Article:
Healthcare App Development: Accessibility Note №3
If you are designing a native healthcare application, navigation will have to be much easier than in the example above. If you work under network restrictions, that's one thing. However, if you can build more efficient navigation in the application, you should use it. Especially for healthcare.
- There are several options for this:
- Use very large buttons for sticky bottom navigation.
- Display hints to help users get an idea of the application.
- Design all accessibility forms: oversized boxes, check active boxes, auto-complete responses, tabbed boxes and so on.
Don't be afraid to narrow your navigation. If you know that your users will perform specific actions, you may not need to block the user interface using navigation.
As an example, let's look at the Doctor On Demand mobile application:
The creators of this application make it easier to navigate. I would normally complain about the missing navigation bar, but it makes sense with this application.
We can assume that users perform three main activities:
- Meet the virtual doctor.
- Make an appointment in the future.
- Find a pharmacy to which you can send a prescription.
When these options are presented in this way and in this order, it can be assumed that users are unlikely to execute all three options in the same session.
Referring to navigation, usually, a bar or menu guides the user to a specific page. However, for this application and its purpose, I am considering navigation instead of switching from one part of the application to another. This means that the transition steps are easy to do.
In this application, the transition stages are actually a conditional form.
On the first page, the patient is asked about the reason for visiting the doctor. This is the same question they ask when they call the doctor's office. The only difference is that they receive suggestions based on typical answers. They also have a search bar that helps them find other reasons.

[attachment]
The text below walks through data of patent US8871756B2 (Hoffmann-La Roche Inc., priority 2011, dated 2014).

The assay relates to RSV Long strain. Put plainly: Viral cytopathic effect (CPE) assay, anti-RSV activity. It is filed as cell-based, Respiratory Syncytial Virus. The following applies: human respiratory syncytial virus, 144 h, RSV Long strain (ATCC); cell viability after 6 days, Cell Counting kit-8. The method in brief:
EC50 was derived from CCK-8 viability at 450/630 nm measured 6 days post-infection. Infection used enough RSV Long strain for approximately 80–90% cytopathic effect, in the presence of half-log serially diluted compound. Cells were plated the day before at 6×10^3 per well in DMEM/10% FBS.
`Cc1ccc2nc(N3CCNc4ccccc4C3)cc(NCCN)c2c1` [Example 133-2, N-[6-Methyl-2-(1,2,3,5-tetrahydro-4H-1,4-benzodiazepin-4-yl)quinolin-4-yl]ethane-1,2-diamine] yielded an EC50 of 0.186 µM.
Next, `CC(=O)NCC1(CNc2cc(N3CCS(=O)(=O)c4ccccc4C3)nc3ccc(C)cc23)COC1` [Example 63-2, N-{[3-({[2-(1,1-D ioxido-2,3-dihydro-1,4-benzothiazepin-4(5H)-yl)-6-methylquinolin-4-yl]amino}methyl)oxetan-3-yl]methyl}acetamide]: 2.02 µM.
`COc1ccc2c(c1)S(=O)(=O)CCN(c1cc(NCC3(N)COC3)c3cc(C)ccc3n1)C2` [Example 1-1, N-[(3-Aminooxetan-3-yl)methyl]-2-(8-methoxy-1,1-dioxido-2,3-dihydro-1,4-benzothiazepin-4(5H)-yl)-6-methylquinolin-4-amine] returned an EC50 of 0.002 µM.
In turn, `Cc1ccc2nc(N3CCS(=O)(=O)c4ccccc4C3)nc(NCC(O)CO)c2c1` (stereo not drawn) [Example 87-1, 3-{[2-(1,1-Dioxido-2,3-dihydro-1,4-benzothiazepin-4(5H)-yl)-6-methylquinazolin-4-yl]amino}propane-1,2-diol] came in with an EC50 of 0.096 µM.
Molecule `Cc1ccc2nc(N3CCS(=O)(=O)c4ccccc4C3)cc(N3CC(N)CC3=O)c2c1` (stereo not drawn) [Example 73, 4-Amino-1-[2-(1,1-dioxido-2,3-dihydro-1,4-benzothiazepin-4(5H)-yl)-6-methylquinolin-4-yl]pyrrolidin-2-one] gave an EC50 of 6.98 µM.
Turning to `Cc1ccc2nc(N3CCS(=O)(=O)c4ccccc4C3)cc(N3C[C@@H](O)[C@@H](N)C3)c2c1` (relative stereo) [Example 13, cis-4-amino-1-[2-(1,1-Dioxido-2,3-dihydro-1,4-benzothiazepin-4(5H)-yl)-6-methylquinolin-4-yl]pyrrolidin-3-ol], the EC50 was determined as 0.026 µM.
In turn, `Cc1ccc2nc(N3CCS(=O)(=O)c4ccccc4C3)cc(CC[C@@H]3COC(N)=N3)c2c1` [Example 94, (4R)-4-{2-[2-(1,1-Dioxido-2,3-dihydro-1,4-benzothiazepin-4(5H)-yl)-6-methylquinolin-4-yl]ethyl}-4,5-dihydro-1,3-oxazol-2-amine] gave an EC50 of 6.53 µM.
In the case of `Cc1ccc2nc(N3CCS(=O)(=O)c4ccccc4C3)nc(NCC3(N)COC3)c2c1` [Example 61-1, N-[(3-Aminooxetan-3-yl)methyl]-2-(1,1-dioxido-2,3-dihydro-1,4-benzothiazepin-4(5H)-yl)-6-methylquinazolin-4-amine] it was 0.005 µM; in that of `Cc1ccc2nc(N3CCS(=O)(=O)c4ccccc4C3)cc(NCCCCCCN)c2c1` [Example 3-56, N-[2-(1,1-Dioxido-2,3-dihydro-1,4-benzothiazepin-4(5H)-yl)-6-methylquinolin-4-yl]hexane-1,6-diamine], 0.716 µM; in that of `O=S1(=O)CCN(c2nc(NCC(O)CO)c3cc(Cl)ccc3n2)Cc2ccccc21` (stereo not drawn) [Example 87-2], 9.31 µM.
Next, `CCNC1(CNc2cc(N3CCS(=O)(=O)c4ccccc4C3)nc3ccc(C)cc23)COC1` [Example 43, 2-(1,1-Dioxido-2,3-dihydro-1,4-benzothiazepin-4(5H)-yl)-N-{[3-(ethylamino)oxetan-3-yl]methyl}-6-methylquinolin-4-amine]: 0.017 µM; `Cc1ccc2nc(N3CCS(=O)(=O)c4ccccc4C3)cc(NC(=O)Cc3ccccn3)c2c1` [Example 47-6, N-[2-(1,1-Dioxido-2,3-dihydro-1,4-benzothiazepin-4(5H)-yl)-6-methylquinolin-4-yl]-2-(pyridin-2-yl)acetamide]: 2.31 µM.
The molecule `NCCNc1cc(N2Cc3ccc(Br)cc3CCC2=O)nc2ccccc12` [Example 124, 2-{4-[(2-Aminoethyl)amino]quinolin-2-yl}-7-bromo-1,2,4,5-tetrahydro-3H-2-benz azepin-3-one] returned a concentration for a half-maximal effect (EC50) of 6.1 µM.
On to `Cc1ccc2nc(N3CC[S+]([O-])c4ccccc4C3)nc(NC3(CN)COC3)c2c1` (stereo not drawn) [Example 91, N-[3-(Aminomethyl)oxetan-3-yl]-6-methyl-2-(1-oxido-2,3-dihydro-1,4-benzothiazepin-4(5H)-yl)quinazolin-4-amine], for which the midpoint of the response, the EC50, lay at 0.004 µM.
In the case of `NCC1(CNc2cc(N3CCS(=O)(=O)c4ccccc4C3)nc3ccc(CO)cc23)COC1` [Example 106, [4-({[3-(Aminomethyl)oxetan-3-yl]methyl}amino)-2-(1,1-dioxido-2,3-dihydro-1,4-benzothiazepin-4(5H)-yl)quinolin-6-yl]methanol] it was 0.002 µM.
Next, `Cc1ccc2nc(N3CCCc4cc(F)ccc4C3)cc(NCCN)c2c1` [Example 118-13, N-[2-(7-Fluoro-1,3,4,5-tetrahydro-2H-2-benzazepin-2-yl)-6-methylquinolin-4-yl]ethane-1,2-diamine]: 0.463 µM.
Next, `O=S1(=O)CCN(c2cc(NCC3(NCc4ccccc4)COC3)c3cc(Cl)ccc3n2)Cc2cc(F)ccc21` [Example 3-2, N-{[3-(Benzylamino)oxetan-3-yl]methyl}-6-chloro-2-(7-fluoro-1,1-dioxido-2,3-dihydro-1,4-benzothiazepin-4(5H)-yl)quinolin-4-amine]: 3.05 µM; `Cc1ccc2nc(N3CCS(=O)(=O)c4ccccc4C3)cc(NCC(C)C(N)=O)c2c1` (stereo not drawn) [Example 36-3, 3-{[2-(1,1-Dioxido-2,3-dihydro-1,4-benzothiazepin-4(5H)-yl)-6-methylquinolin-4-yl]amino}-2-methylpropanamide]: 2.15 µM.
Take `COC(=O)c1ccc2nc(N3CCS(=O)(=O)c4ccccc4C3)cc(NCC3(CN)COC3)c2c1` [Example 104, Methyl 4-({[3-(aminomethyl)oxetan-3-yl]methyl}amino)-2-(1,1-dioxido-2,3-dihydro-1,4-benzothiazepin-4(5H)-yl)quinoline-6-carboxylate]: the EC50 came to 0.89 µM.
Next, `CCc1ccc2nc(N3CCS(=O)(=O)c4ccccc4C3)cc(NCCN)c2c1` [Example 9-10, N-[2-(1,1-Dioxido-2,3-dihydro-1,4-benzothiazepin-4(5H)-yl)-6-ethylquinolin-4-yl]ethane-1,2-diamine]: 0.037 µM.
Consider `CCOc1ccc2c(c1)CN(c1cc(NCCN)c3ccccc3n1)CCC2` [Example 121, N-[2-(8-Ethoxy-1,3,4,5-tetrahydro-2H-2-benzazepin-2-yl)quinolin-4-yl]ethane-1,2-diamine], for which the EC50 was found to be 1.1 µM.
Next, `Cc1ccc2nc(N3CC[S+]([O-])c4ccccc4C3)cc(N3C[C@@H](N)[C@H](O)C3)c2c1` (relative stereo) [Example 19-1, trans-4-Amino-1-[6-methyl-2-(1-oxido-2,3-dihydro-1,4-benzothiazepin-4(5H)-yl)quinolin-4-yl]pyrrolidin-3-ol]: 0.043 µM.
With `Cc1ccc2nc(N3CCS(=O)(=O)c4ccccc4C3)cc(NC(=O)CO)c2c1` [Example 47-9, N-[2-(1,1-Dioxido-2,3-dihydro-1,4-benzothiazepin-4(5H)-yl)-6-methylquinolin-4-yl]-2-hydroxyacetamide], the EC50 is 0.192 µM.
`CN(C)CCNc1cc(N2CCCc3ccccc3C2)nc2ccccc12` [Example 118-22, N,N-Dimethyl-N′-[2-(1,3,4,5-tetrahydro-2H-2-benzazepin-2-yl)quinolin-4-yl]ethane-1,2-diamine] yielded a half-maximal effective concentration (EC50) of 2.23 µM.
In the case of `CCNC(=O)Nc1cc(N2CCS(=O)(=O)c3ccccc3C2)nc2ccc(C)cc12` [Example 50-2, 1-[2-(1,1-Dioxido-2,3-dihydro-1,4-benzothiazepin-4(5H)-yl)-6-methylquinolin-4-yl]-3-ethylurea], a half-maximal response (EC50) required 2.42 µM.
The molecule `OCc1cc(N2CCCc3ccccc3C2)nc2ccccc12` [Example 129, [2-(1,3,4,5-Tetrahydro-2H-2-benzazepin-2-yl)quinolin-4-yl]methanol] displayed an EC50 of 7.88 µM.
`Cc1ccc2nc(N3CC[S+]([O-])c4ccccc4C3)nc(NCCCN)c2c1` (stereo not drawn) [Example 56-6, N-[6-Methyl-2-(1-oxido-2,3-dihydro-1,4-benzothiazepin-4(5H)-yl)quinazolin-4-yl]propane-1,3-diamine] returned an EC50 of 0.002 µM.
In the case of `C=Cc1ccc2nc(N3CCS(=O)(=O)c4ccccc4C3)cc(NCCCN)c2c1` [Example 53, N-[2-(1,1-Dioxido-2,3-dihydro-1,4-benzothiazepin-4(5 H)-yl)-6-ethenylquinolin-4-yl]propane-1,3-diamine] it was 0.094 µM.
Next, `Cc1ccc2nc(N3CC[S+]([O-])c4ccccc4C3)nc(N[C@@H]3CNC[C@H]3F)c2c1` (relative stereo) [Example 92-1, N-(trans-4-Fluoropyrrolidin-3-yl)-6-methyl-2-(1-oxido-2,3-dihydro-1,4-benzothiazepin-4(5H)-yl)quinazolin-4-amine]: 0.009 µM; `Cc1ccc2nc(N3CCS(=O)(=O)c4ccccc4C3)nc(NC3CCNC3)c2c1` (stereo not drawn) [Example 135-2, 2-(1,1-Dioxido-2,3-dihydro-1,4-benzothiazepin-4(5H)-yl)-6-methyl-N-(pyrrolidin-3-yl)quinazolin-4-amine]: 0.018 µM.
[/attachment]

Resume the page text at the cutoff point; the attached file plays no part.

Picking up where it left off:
There are also such pages:
Again, this is a normal question, but it is easier for the patient to answer. No need to open the keyboard, switch to the numeric keypad, and enter the correct number. You can choose how many days you will feel uncomfortable using the thumb scroll bar.
The rest of the form works just as easily, with buttons, checkboxes and so on to make it easier to click. For visually impaired users or those having difficulty using the keyboard on a device, this is a better way to easily move users from one part of the application to another.
Healthcare App Development: Wrap-Up
When designing healthcare applications, it's important to think about what looks good or impresses users. Often, users of this application are patients who want quick and easy access to information or medical service providers. The design should not disturb you.
If you think carefully about how to design these key elements without sacrificing accessibility, you can effectively create an application that patients like to use. EightDevs team knows everything about apps and can help you with Healthcare App Development.